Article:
And there it is. Right where it’s always been buried at the heart of the story, the wallop-packing, tear inducing, life changing message of Christmas: to you is born a Savior, who is the Messiah, the Lord. To you. YOU. To you is born the Savior. And what’s more, it doesn’t just mean to you shepherds in a field near Bethlehem. But it is a message of great joy for ALL PEOPLE. To you—all people—is born a Savior.
There it is. Seems simple, yeah? Almost too simple. We didn’t have to do anything, we didn’t even has to ask for it. There were no lines at the mall for it. No lists of naughty and nice. Frankly, as the Grinch finds out, there aren’t even packages, boxes, or bags. But there it is, the message of Christ, the reason for this night, wrapped in the rags torn for a new mother’s skirts and laid in a borrowed bed of straw.
But there it is, the message of Christmas.
And we may sing of the silence of this holy night, but let us remember what was so silent about this night. The silence of this night is the way in which God comes to us. God comes to us in the silence of an unknown couple, in a backwater town, in a run-down stable, almost unnoticed. That is the silence of this holy night.
But let us not for one minute think that the message of Christmas is anything about silence. There is nothing silent about the message of Christmas. Because it certainly wasn’t silent when the angels choirs sang over the shepherds. It could not possibly have been silent when all those ruddy, smelly shepherds and their sheep made it to one lonely little stable. It couldn’t have been silent as the Christ Child cried in the cold harsh world he entered.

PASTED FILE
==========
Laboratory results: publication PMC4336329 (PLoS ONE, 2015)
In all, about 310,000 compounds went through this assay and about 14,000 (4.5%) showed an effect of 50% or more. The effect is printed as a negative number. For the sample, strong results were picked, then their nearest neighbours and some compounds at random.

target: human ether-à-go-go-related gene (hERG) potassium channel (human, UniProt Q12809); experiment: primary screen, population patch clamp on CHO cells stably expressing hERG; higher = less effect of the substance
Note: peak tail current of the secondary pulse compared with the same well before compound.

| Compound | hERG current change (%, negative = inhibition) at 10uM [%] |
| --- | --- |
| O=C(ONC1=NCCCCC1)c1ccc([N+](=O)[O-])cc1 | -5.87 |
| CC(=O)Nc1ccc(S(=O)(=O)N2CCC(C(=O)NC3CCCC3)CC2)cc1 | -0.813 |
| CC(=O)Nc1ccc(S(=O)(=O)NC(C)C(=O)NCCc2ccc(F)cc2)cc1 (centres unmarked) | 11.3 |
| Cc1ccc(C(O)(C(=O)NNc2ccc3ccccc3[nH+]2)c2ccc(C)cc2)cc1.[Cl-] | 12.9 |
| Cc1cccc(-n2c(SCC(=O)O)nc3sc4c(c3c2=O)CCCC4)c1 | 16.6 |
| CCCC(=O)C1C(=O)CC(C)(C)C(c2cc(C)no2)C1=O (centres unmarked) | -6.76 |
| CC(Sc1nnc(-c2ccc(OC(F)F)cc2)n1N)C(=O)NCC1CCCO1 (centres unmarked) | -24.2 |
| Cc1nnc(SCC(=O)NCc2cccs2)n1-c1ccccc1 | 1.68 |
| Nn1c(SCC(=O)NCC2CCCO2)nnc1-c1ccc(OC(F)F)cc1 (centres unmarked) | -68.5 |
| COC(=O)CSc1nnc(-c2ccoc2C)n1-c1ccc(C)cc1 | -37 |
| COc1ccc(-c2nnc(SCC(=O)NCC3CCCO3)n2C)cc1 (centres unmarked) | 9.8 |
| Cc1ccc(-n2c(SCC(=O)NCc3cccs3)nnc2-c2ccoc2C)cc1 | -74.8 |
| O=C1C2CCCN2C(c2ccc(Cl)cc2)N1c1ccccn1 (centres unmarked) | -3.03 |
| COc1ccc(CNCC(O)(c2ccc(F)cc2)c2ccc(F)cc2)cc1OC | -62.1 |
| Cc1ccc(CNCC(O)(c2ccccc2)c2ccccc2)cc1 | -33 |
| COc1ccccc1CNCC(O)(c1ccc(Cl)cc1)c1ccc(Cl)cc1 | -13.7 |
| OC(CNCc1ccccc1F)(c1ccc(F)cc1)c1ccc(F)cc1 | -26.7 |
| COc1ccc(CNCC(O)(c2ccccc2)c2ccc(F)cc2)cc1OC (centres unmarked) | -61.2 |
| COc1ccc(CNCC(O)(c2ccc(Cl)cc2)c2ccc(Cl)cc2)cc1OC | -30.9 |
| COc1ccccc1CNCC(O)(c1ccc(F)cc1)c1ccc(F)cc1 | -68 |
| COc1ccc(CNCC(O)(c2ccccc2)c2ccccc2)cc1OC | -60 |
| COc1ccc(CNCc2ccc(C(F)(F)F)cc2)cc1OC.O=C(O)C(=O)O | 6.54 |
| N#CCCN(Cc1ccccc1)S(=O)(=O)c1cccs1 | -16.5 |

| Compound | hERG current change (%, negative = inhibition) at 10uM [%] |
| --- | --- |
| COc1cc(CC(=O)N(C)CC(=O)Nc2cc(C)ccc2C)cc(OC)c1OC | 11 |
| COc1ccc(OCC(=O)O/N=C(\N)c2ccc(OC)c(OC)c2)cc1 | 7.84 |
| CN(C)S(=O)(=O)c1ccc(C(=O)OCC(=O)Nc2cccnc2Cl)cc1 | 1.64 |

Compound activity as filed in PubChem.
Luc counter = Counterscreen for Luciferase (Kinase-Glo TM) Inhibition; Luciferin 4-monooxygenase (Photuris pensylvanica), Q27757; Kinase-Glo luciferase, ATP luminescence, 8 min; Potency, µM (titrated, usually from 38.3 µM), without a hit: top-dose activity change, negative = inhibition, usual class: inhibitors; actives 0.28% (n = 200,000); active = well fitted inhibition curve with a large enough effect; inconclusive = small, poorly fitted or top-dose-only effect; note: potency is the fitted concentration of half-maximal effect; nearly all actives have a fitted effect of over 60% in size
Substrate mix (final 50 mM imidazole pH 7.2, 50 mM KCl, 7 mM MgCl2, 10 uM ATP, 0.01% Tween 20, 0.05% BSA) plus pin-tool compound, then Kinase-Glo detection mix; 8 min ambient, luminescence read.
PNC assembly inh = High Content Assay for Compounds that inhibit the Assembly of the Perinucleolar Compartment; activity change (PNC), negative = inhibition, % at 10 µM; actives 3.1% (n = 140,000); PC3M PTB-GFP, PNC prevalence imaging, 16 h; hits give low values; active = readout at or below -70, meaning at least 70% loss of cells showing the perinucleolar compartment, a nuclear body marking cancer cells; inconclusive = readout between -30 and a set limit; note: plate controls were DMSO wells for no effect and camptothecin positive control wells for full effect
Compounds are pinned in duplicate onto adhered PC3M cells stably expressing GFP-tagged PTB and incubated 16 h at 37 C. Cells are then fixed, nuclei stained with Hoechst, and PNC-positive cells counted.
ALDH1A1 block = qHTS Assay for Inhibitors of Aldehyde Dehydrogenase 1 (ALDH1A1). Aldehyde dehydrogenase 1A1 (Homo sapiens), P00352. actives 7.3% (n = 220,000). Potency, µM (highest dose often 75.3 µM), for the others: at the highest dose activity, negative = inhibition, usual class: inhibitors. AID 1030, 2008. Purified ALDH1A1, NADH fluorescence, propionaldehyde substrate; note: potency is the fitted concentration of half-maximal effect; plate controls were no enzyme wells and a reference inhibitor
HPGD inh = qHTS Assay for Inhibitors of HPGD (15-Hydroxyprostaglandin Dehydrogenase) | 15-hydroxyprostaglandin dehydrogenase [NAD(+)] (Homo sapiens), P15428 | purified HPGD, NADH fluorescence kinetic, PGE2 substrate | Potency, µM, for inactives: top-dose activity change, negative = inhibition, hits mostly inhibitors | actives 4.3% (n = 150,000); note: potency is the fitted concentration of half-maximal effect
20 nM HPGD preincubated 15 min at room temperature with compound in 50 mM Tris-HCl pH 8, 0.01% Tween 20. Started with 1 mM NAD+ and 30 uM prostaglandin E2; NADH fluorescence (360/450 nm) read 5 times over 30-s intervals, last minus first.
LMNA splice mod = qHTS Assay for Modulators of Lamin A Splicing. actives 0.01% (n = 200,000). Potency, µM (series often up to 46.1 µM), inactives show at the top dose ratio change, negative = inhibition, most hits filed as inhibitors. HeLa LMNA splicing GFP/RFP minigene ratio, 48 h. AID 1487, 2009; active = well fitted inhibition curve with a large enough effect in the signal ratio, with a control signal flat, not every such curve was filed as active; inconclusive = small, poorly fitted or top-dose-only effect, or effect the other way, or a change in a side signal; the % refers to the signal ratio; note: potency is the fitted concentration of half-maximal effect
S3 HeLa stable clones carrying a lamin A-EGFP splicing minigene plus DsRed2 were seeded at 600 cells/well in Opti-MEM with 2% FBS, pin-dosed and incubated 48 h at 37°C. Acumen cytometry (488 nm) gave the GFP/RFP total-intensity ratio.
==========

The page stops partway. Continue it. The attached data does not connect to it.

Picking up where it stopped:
The message of Christmas has never been silent. Not for my 29 years, not for all of yours, not for the over two millennia that this story has been told. And here, tonight, we tell it again. You’d think it would get old, but somehow it never does. It didn’t even get old for those shepherds:
Once the shepherds were told the story…as we have for all of our years of hearing this story…they rushed to see what wondrous thing had happened in Bethlehem. They needed the message to be told again to them, in a new way. And there in a stable wrapped in rags, they received the message again. And we, for having heard the same old story year after year still gather this night to receive the message again. To hear it, to sing it, to receive the message of God dwelling with us in our very hands and on our lips.
To you. YOU. EACH OF YOU. Is born this night a Savior.
To you is born a Savior.
It’s a simple message. And it has been told on this night for over two thousand years. And it has been retold in countless ways. It is a powerful and desperately needed message of our wounded and weary world. There is a savior…and he dwells among us.
May your hearts sing that message as it has been sung for all those years…the same old story. May our voices we joined with the song of the angels:
To you, each of you, is born a Savior. And we have seen him. And we have touched him. And we have shared in him. And his name is Jesus, Emmanuel, God-with-us.
Glory to the Newborn King. Amen.